ISLAMABAD: In many developing countries, women are equal in the eyes of the law, but in Pakistan, unfortunately, things are otherwise, both at home and in practical life. This is particularly true of the rural areas. Even though they are legally equal to men, it is common for decisions to be taken by male heads of households or male tribal chiefs and the like. Traditionally, women have fewer, if any, rights of inheritance. This leads to difficulties accessing land or finances.
Legal issues involving women’s status in Pakistan tend to be quite different from those in the West. Although there are feminist organisations and others fighting for women’s rights, the status of women in the rural areas of Pakistan has not improved as expected and desired in this age of modernisation. The law has not been used as a tool for social engineering of reforms in our society.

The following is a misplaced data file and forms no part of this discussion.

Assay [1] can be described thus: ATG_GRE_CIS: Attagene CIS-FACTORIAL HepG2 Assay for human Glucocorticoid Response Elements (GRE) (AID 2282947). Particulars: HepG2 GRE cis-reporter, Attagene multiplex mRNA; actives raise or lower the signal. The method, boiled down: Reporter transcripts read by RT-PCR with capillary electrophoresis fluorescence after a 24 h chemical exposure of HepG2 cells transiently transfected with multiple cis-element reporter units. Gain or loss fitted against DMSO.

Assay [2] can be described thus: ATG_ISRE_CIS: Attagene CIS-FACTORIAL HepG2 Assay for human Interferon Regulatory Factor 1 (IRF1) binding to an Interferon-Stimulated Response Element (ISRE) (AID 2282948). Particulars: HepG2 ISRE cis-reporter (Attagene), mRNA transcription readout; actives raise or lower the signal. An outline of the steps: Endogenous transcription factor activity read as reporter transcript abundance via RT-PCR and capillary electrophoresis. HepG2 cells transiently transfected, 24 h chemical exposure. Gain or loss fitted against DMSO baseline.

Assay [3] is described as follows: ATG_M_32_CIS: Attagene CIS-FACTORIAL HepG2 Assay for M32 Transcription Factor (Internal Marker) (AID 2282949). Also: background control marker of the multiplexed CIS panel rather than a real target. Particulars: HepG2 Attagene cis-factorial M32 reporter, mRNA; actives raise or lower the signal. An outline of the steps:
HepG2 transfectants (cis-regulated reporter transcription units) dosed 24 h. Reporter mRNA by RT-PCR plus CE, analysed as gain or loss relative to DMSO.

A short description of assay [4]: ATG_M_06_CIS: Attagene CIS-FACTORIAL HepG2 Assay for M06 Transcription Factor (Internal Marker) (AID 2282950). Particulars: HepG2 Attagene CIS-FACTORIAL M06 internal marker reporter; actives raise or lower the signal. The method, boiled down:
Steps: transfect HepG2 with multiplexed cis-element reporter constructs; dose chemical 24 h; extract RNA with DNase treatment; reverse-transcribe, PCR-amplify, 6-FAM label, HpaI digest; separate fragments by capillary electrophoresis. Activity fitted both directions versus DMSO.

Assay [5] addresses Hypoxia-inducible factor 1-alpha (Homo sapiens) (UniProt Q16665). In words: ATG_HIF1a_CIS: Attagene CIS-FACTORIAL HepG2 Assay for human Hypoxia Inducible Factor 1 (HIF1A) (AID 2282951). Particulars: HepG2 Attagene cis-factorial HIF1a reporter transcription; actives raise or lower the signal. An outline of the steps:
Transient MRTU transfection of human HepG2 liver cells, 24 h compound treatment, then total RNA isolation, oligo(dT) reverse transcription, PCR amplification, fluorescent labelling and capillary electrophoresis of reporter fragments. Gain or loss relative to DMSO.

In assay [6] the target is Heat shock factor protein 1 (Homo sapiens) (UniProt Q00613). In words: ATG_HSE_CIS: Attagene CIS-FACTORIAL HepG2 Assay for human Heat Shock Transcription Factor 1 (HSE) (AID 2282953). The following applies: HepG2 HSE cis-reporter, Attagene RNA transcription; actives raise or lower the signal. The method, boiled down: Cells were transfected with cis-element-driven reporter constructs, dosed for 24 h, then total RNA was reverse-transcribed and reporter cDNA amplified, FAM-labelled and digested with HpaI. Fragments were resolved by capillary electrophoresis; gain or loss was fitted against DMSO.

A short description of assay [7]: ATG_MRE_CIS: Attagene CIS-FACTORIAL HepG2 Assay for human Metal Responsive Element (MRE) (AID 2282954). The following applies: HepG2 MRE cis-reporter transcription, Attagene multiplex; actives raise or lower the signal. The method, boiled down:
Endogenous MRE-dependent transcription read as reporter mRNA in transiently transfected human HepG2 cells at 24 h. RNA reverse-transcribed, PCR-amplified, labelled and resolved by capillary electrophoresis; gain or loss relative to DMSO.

Time to time, there has been some legislation implemented in both houses of the Pakistani parliament — the Senate and the National Assembly — and the provincial assemblies. However, they have proved to be futile in attempts to protect, promote and uplift the status of women in Pakistan. Many laws have been enacted, documentaries developed and women’s rights NGOs generously funded by INGOs and donors. Despite this, Pakistani society, especially the rural society, does not feel the impact.
cThus, the effects of legal changes in these societies tend to trickle down gradually. Is there anyone in this country to ponder over this point and predicament?
Published in The Express Tribune, March 3rd, 2016.